Dog Review: A Feel-Good Tale Of A Man And His Dog

"Dog," the directorial debut of Channing Tatum and "Magic Mike" franchise screenwriter Reid Carolin, is exactly what you'd expect from a feel-good road trip buddy comedy about a man trying to befriend a very difficult dog. There's something to admire in the film's beautifully crafted simplicity; it's as if the film is nostalgic for the family-friendly dog flicks of the 1980s and '90s — "Beethoven," "Homeward Bound: The Incredible Journey," "Turner & Hooch," and so on. It's occasionally predictable, but that predictability is often easy to forgive because it's all handled with such a steady hand, both narratively and visually. "Dog" is funny, heartfelt, and absolutely gorgeous. 

Tatum plays Briggs, an army ranger who has been put on leave indefinitely due to a traumatic head injury sustained in action overseas. He begs his commander to let him prove himself, and he's given an unusual task: take Lulu, a retired Belgian Malinois who worked as an Army Ranger in the Middle East, to her handler's funeral across the country. Her handler was Briggs's best friend and he died by suicide just before the events of the film. Lulu suffers from intense Post-Traumatic Stress Disorder (PTSD), and loud noises or certain behaviors can trigger her fight or flight reflexes. She's a heroic dog, but her experiences have left her a danger to just about everyone. As such, the military plans on retiring her once and for all after the funeral by euthanizing her.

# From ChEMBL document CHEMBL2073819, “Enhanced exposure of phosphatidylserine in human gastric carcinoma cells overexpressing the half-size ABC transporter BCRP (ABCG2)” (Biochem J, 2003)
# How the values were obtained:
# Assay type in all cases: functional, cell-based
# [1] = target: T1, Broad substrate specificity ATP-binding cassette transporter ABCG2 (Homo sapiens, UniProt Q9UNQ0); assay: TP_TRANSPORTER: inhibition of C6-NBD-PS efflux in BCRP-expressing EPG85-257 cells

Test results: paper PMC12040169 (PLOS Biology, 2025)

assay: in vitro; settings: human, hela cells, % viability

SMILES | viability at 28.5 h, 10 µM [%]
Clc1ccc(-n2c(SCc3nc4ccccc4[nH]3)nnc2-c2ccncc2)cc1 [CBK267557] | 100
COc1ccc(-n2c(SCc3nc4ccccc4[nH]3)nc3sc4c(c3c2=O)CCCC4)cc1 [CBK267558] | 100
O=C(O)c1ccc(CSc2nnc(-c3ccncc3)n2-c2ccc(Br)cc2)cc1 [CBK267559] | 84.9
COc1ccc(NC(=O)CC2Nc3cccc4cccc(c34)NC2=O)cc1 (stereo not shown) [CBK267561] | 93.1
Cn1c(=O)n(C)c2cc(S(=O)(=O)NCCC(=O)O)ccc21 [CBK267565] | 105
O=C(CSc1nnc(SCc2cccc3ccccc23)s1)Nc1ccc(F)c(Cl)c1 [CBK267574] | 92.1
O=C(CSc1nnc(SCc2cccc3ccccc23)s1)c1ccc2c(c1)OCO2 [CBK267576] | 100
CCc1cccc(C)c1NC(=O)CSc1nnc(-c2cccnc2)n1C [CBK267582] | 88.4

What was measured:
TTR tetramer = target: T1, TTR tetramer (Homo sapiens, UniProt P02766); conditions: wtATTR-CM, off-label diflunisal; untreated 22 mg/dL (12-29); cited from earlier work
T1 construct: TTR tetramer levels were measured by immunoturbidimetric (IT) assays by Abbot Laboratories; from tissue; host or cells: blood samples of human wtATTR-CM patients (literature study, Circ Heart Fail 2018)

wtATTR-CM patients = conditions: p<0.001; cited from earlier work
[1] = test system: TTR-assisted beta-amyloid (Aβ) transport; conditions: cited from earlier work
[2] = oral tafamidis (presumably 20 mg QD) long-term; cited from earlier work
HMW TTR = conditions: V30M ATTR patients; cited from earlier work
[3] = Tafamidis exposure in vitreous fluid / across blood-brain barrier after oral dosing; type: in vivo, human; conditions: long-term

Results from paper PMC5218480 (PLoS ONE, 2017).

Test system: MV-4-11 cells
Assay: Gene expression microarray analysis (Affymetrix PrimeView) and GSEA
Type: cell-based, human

Briggs thinks the whole thing is a little silly but agrees to take the job — and initially underestimates his new four-legged detainee. No one should ever underestimate a Belgian Malinois. The breed is extremely high energy with impressive intelligence and a high prey drive — think of them as the expert mode for pet parenthood. Because of their intelligence and work ethic, they're currently the breed of choice for the military and many police forces. They can scale buildings, cross bridges, and they have incredible jaw strength and razor-sharp teeth. So Lulu is essentially a live grenade that could go off at any time, and it's up to Briggs to get her all the way down the Pacific coast. As you might expect, Lulu has other ideas. 

Lulu and Briggs depart in Briggs's beat-up 1984 Ford Bronco, with Lulu muzzled and kenneled while Briggs does his best to stay positive about the situation. Before long, the dog has escaped and begins wreaking all kinds of havoc. Every attempt Briggs makes to restrain her only ends up with another escape, although he does have some decent luck sedating her with antihistamines hidden in a nice snack. Briggs joyfully sings "The Lion Sleeps Tonight" as she dozes peacefully in the back for the first time, and it's kind of hard to blame him. Lulu manages to get Briggs in trouble at every turn, and no amount of explaining the situation can help after she's scared the living daylights out of more than a few random civilians. Among them are some ridiculously aggressive cannabis farmers and a pair of hot lady tantricas (practitioners of tantric sex), and the scenes of Lulu causing a ruckus reminded me most of "Turner & Hooch." When Lulu and Briggs meet a pet psychic named Tamara (Jane Adams) and her husband Gus ("Magic Mike" alum Kevin Nash), everything changes. Tamara helps Briggs see the softer side of his canine companion, and opens up to truly communicate with her. The movie never puts its faith entirely in Tamara's explanations for Lulu's feelings, but just thinking about what Lulu might be feeling instead of reacting helps Briggs see the whole situation differently. 

Eventually, Lulu and Briggs form an unlikely bond, and they help one another grow into better versions of themselves. It's a tough road full of many challenges and more than one tantrum, but the journey ends up being more than worth it. And of course, as Tatum reassured viewers on Kimmel, the dog doesn't die.

A simple story told well